When I meet trainers or dogs owners who believe that dogs need to be dominated in order to be appropriate pets I rarely doubt that they enjoy having dogs in their lives. However the perpetuation of the myth that dogs need to be ‘shown their place’ in the household pack hierarchy may have had serious consequences for breeds of dogs some trainers and advocates have specifically targeted for image improvement. This impact goes beyond the routine effect on a dog who has been ‘dominated’ displaying increased fear and aggression. That alone should be enough to reconsider the practice.
Touting the concept that dogs are inclined to seek a higher status in their relationships with people, including displaying aggression to do it, is scary. Growling, used by dogs to indicate that they want to maintain or increase their personal space, which may include food, locations or toys, is upsetting enough that many pet owners and trainers will punish a dog for it. It scares us. It scares us even more if we believe that it is a rung on the ladder up to domination. ‘Nip it in the bud’ is the tactic employed by many, and can have unintended consequences. Stopping growling does not necessarily stop the preference the dog has for being left alone, anymore than if I was punished for asking the fellow standing next to me on the subway to stop touching me, means I welcome his behavior because I’m afraid to speak up about it.
As sophisticated as humans are we are still ‘animals’ and have retained many of the responses that kept us alive long enough to evolve and achieve our own level of global domination (germs and cockroaches aside). We are as concerned about being attacked as the next fellow mortal regardless of how many limbs they use to walk, or whether they swim or fly. When we incorporated the myth that status seeking in dogs is a powerful enough desire that they are willing to attack and kill humans to get it, red lights started flashing in the parts of our brains that respond to immediate threats which affect our survival. This unfortunately has led to less use of the parts of our brains that are capable of critical thinking.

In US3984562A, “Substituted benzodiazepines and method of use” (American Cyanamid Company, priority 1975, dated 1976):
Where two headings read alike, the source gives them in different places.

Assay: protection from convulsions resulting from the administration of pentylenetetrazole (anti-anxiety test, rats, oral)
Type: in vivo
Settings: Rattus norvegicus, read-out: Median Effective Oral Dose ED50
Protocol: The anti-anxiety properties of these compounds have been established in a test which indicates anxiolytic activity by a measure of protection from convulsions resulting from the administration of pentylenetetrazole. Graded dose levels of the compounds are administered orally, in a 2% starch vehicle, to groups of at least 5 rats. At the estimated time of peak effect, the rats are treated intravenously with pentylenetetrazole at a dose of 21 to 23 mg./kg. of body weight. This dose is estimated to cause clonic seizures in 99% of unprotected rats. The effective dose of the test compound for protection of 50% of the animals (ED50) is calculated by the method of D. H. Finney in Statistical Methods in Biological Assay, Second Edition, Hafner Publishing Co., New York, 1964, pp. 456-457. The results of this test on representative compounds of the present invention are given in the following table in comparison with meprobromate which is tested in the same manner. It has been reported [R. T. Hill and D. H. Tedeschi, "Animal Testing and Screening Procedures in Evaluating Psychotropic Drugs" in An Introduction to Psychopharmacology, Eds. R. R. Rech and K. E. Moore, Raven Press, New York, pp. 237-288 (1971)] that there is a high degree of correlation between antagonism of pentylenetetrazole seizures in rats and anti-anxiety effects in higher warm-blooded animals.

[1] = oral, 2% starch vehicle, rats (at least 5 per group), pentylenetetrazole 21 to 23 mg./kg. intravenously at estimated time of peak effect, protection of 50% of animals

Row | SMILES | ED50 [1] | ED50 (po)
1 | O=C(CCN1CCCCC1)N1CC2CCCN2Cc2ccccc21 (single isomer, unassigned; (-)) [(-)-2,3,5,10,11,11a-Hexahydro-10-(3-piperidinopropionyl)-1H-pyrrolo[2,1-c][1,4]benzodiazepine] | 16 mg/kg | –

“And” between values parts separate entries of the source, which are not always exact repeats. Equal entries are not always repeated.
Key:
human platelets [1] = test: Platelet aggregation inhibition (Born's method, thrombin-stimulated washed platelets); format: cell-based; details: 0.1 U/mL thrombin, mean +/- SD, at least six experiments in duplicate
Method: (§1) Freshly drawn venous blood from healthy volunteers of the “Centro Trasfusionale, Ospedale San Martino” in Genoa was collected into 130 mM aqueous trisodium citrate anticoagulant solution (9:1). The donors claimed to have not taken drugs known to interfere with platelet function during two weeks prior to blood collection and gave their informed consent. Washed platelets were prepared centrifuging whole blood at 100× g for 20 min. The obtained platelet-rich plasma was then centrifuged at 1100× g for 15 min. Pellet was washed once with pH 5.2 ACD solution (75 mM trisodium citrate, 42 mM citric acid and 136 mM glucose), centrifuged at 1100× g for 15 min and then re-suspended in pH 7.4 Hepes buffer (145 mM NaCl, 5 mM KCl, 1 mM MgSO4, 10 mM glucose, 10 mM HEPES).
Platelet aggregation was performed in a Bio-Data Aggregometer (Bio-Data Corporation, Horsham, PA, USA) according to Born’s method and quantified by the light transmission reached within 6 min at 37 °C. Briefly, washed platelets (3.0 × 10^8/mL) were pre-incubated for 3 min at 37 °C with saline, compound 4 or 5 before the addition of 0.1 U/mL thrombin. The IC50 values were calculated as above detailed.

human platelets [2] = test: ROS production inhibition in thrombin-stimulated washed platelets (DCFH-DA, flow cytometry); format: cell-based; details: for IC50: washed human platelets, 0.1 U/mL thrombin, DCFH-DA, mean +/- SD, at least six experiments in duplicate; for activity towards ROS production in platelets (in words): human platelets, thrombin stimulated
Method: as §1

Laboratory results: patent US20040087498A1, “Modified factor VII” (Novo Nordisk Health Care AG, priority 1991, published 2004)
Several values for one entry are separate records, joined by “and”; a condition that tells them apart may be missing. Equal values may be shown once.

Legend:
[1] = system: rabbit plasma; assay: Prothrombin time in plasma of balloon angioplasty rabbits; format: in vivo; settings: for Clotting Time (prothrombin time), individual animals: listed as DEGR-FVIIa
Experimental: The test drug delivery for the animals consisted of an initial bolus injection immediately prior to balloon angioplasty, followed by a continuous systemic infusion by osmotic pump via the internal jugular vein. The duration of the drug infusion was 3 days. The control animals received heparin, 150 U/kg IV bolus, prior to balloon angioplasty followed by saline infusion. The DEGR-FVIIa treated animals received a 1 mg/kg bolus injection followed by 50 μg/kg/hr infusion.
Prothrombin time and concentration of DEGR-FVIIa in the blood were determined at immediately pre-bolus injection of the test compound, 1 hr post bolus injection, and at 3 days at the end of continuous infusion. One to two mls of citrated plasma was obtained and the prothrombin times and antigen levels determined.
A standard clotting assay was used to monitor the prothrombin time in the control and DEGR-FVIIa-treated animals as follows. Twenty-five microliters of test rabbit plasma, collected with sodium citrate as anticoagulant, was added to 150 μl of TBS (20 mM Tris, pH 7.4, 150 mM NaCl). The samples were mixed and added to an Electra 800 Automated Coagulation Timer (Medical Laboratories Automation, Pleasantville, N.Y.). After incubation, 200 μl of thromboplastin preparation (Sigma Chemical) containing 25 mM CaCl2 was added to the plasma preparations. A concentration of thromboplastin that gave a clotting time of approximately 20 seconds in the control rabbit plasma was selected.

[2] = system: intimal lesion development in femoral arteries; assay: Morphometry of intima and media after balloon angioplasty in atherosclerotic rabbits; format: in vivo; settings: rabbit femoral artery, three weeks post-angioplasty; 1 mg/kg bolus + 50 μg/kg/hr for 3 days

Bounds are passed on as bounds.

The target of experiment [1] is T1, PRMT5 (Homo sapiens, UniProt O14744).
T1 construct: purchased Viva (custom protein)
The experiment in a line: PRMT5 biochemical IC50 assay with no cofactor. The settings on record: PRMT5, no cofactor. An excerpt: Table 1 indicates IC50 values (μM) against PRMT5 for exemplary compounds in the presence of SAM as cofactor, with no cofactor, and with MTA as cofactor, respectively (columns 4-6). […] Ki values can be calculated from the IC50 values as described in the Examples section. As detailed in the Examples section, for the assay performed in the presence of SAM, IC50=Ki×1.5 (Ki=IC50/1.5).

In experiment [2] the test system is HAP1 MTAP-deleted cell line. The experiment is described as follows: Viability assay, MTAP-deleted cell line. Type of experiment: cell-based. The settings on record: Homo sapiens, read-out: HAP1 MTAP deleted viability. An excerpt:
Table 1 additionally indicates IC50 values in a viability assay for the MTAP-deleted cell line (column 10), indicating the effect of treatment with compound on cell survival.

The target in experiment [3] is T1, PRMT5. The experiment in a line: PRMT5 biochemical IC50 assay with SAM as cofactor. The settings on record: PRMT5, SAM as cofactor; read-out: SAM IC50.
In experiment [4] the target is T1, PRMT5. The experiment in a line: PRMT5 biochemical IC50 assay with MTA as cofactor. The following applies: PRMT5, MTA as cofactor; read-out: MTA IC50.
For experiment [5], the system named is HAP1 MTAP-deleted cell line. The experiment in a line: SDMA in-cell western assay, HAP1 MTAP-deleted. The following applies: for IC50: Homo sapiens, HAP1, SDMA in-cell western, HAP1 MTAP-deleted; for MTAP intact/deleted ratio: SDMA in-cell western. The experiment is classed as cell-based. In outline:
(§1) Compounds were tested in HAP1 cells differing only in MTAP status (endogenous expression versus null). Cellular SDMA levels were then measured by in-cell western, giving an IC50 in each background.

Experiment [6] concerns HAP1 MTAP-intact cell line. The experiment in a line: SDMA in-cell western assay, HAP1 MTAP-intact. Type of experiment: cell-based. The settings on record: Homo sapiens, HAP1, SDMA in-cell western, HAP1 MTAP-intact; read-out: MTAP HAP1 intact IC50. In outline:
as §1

There is plenty of information, provided by biologists, ethologists, behaviorists, and writers, far more skilled than I, to include the research done on both wolves and dogs which indicates that both animals interact within a system that promotes cooperation far more than it does conflict, especially conflict which might lead to grievous bodily harm, in this post. I welcome readers to include links to that information in comments. My goal for this post is not to address that, but rather to suggest that when you convince people that dogs need an ‘alpha’ or ‘pack leader’ in order to be a safe, ‘balanced’ pet you instill a level of fear in people about dogs which may have led to the increase in breed specific legislation and heightened laws regarding which dogs communities feel safe having in them.
I have rarely doubted that trainers like Cesar Millan and others who follow his ‘premises’ about the relationship between people and dogs, like and love dogs, but the unintended consequences of maintaining the ‘alpha’ and pack leader paradigm, including practices and handling techniques which can increase aggression, may be proving to be deadly to the very dogs they claim to care about.
If you are living with a fearful dog who has inappropriate responses to the things it’s afraid of, cowering, lunging, barking, growling, fleeing, etc., it is important to understand something about how animals (including humans) behave when stressed. When your dog is afraid, it is experiencing stress. When an animal is stressed and needs to respond it is more likely to perform whatever behavior it has performed in the past, you could call this behavior a habit. So your dog may be in the habit of snapping at small children. As long as your dog feels stressed, and this is the habit your dog has, this is the behavior you are most likely to see when near small children.
People who are required to perform in stressful situations, police, fire fighters, soldiers, actors, or musicians, for example, will practice whatever behavior is appropriate for situations they may find themselves in. A police officer will practice drawing their weapon, aiming and firing, soldiers may practice dropping to the ground, actors will rehearse their lines and stage directions, musicians will practice their piece over and over again. When these people find themselves in a stressful situation they are more likely to perform the behaviors they have practiced and which have become habits.
In order to help a fearful dog behave more appropriately in stressful situations it’s important to give them the opportunity to practice an alternate behavior at which they can become proficient. This will become the behavior which will replace the one that you don’t like. But in order to learn and practice this new behavior the dog needs to be in a situation in which it does not feel stressed or the level of stress has to be low enough so that they do not revert to whatever behavior has become a habit for them.